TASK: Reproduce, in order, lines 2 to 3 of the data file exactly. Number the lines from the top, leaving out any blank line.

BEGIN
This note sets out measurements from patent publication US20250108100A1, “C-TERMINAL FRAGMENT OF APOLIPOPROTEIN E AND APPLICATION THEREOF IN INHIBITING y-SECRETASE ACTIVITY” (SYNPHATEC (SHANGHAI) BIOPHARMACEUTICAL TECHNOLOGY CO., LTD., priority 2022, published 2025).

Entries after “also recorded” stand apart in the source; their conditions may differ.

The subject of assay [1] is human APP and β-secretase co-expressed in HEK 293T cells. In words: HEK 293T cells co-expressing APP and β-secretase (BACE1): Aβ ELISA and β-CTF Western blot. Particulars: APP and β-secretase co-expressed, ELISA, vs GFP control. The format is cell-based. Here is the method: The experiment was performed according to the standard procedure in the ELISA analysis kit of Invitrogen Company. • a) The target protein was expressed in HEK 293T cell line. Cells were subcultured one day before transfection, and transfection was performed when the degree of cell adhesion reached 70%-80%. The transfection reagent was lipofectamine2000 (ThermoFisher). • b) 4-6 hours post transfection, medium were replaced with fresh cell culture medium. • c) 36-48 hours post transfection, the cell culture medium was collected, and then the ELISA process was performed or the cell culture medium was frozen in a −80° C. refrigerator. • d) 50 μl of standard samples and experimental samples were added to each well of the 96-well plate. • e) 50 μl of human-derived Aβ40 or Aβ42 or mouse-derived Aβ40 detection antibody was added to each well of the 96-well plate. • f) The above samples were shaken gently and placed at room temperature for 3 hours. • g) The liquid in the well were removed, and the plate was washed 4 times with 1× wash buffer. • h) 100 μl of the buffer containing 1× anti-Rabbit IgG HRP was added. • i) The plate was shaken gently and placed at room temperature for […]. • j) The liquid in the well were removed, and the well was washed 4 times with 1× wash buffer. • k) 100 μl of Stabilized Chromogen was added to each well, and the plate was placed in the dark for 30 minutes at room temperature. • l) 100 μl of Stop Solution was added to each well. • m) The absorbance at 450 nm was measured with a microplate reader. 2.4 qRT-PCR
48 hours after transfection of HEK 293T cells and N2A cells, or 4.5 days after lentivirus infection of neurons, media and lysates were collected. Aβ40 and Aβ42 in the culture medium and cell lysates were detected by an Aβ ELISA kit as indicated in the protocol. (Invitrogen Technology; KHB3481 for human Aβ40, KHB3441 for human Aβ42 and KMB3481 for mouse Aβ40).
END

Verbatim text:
Entries after “also recorded” stand apart in the source; their conditions may differ.

The subject of assay [1] is human APP and β-secretase co-expressed in HEK 293T cells. In words: HEK 293T cells co-expressing APP and β-secretase (BACE1): Aβ ELISA and β-CTF Western blot. Particulars: APP and β-secretase co-expressed, ELISA, vs GFP control. The format is cell-based. Here is the method: The experiment was performed according to the standard procedure in the ELISA analysis kit of Invitrogen Company. • a) The target protein was expressed in HEK 293T cell line. Cells were subcultured one day before transfection, and transfection was performed when the degree of cell adhesion reached 70%-80%. The transfection reagent was lipofectamine2000 (ThermoFisher). • b) 4-6 hours post transfection, medium were replaced with fresh cell culture medium. • c) 36-48 hours post transfection, the cell culture medium was collected, and then the ELISA process was performed or the cell culture medium was frozen in a −80° C. refrigerator. • d) 50 μl of standard samples and experimental samples were added to each well of the 96-well plate. • e) 50 μl of human-derived Aβ40 or Aβ42 or mouse-derived Aβ40 detection antibody was added to each well of the 96-well plate. • f) The above samples were shaken gently and placed at room temperature for 3 hours. • g) The liquid in the well were removed, and the plate was washed 4 times with 1× wash buffer. • h) 100 μl of the buffer containing 1× anti-Rabbit IgG HRP was added. • i) The plate was shaken gently and placed at room temperature for […]. • j) The liquid in the well were removed, and the well was washed 4 times with 1× wash buffer. • k) 100 μl of Stabilized Chromogen was added to each well, and the plate was placed in the dark for 30 minutes at room temperature. • l) 100 μl of Stop Solution was added to each well. • m) The absorbance at 450 nm was measured with a microplate reader. 2.4 qRT-PCR